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Is building AI immoral?

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posted on Sep, 9 2016 @ 06:41 PM
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a reply to: Krahzeef_Ukhar

I don't see any machine mind ever experiencing emotion in the same manner we Humans do simply down to the fact that we would be so different.

I'm sure we could program simulated Human emotions into the thing, but whether or not they would take, given the logical nature of the beast, is another matter all together.

I do however think we could teach an AI to emphasize which is probobly rather a large part of attaining sentience or certainly related to sentience.

We need to understand how conscientiousness function a whole lot more before we are ready to attempt such a thing.

Personally i imagine an AI could come into being by manifesting itself as our communication capability, computer systems, software and Internets become more advanced without any direct help from humanity.

For all we know such an entity could already be in existence, hiding in the code, behind the scene so to speak, but thats another x-file.

edit on 9-9-2016 by andy06shake because: (no reason given)




posted on Sep, 9 2016 @ 06:46 PM
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a reply to: tikbalang

Apparently that's the plan of our Illuminati Bilderberger masters anyway.

And chances are any Zoo an AI creates for that lucky 10% will be infinetly more desirable than the totalitarian Orwellian future "They" have in mind for us.



posted on Sep, 9 2016 @ 07:16 PM
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a reply to: TerryDon79

Moral is taught, its not something you are born with



posted on Sep, 9 2016 @ 07:22 PM
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a reply to: andy06shake

This planet can sustain 7,5 billion Humans.. It cant sustain 7,5 billion primates... Not pointing fingers to any western culture.. The way i see it, if primates can reproduce without any control.. They become like any other specie, it will grow like a parasite without any natural enemies..



posted on Sep, 9 2016 @ 08:00 PM
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a reply to: tikbalang

"They become like any other specie, it will grow like a parasite without any natural enemies".

Sounds like humanity to me.



posted on Sep, 9 2016 @ 08:14 PM
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I don't think that building it would be the problem; it's how we'd treat them afterwards. Would we give them an equivalent of human rights or animal rights, or would we treat them as servants/slaves? Humans have a horrible track record of how we treat other lifeforms and other humans, so I doubt we'd treat AI any better.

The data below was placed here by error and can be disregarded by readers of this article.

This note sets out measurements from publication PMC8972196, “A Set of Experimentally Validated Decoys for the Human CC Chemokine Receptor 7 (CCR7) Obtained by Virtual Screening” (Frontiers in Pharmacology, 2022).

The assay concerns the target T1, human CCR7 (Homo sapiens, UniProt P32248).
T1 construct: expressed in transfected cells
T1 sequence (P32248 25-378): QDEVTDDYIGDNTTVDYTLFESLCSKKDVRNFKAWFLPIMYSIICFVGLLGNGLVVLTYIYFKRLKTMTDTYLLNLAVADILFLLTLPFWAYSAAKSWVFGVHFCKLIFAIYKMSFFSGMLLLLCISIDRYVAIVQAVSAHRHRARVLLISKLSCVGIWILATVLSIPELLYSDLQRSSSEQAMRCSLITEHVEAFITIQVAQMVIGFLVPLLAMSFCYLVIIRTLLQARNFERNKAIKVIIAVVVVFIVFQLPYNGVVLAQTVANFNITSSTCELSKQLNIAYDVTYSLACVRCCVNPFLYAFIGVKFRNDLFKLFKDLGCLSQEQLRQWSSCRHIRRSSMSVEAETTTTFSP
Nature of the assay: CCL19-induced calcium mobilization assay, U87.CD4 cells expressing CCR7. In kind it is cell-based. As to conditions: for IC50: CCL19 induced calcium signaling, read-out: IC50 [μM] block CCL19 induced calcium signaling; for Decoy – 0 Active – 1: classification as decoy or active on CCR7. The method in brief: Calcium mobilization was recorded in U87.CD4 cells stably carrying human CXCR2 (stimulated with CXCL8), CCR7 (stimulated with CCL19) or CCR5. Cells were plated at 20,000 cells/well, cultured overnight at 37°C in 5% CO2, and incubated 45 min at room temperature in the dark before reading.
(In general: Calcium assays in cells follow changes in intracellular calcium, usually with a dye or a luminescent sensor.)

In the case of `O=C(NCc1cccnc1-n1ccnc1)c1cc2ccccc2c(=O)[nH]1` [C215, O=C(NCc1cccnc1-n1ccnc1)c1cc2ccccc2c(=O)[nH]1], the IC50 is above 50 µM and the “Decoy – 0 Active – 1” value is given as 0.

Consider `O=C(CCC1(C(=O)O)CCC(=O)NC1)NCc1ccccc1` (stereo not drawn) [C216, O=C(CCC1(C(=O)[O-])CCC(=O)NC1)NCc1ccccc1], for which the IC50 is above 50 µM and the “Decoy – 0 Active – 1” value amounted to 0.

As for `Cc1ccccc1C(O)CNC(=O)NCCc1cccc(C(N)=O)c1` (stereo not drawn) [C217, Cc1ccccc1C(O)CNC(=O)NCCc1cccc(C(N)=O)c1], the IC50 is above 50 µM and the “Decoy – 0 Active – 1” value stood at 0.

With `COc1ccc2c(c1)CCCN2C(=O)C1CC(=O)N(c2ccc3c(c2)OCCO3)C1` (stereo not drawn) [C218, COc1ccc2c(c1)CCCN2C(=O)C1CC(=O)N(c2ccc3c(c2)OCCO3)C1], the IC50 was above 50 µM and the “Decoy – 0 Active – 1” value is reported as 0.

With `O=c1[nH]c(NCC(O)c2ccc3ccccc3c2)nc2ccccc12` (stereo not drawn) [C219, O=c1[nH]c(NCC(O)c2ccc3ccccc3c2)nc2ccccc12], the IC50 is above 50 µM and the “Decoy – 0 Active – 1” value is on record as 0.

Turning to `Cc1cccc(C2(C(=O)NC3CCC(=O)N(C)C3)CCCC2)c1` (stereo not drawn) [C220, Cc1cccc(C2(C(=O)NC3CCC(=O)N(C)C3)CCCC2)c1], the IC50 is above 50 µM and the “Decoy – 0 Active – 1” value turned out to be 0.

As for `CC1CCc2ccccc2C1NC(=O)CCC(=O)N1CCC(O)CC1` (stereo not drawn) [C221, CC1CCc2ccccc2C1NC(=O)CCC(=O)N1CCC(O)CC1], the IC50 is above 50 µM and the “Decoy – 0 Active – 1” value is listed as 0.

Would we be willing to share our "territory" with them? Would we allow them to develop nests/communities/cities of their own, or would we consider them inferior pests like rodents? I think that's where the real moral questions would be.



posted on Sep, 9 2016 @ 08:30 PM
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a reply to: enlightenedservant

Once the jinn that is AI is out the bottle there really would be no way of putting it back in or controlling it.

It would be infinatly smarter, faster and probably a whole lot more ruthless than any opponent we have ever faced.

More chance of it seeing humanity as a potential partner if we managed to get our act together as a specis. Put aside our petty indifferentes and work towards a common goal. But for that to happen we would need a paradime shift the likes of which we have never seen. Possibly AI combined with the singularity could make that happen.



posted on Sep, 9 2016 @ 09:02 PM
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a reply to: andy06shake

Humans definitely need to get our act together and work together as a species. As we are now, we'd have hundreds of different representatives with vastly different agendas if we had to suddenly deal with a large species of AI or ETs. Our disunity would doom us.

However, the thing that struck me the most w/your post is that you immediately assumed they would be opponents. There are animal species that are faster, stronger, and physically more capable than us. There are numerous animals from large elephants to small "bullet ants" & dart frogs that can kill or incapacitate humans in a single strike. And going by some studies, octopus are smarter than us too.

But that doesn't make them our opponents. The vast majority of animals either don't give a crap about us or simply avoid us. I'd assume that true AI would probably be the same. But I think people have let comic books and sci-fi movies convince them that AI will automatically be in the form of Terminators, Skynet, the Borg, the system in the Will Smith movie "I, Robot", etc.